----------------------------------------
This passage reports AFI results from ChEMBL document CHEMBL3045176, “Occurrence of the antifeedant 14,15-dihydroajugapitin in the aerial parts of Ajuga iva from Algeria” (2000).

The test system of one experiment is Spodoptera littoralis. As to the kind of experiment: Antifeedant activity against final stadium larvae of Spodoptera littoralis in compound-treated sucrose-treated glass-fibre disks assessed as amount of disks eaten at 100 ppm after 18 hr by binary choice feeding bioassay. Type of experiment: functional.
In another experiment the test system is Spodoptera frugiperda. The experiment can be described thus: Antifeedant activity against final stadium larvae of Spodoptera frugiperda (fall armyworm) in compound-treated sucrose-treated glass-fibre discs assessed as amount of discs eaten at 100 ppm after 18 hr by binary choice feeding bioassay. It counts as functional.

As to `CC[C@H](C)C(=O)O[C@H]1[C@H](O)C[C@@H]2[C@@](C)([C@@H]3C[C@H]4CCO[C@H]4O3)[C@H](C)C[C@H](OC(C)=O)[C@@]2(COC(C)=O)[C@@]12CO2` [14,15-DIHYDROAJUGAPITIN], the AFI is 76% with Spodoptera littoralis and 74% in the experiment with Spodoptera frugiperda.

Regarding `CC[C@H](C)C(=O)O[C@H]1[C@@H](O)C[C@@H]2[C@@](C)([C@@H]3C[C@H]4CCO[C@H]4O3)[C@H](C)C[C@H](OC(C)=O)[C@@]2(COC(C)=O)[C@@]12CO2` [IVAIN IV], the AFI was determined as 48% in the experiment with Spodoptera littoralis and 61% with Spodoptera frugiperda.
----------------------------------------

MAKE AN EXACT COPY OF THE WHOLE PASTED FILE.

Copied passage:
This passage reports AFI results from ChEMBL document CHEMBL3045176, “Occurrence of the antifeedant 14,15-dihydroajugapitin in the aerial parts of Ajuga iva from Algeria” (2000).

The test system of one experiment is Spodoptera littoralis. As to the kind of experiment: Antifeedant activity against final stadium larvae of Spodoptera littoralis in compound-treated sucrose-treated glass-fibre disks assessed as amount of disks eaten at 100 ppm after 18 hr by binary choice feeding bioassay. Type of experiment: functional.
In another experiment the test system is Spodoptera frugiperda. The experiment can be described thus: Antifeedant activity against final stadium larvae of Spodoptera frugiperda (fall armyworm) in compound-treated sucrose-treated glass-fibre discs assessed as amount of discs eaten at 100 ppm after 18 hr by binary choice feeding bioassay. It counts as functional.

As to `CC[C@H](C)C(=O)O[C@H]1[C@H](O)C[C@@H]2[C@@](C)([C@@H]3C[C@H]4CCO[C@H]4O3)[C@H](C)C[C@H](OC(C)=O)[C@@]2(COC(C)=O)[C@@]12CO2` [14,15-DIHYDROAJUGAPITIN], the AFI is 76% with Spodoptera littoralis and 74% in the experiment with Spodoptera frugiperda.

Regarding `CC[C@H](C)C(=O)O[C@H]1[C@@H](O)C[C@@H]2[C@@](C)([C@@H]3C[C@H]4CCO[C@H]4O3)[C@H](C)C[C@H](OC(C)=O)[C@@]2(COC(C)=O)[C@@]12CO2` [IVAIN IV], the AFI was determined as 48% in the experiment with Spodoptera littoralis and 61% with Spodoptera frugiperda.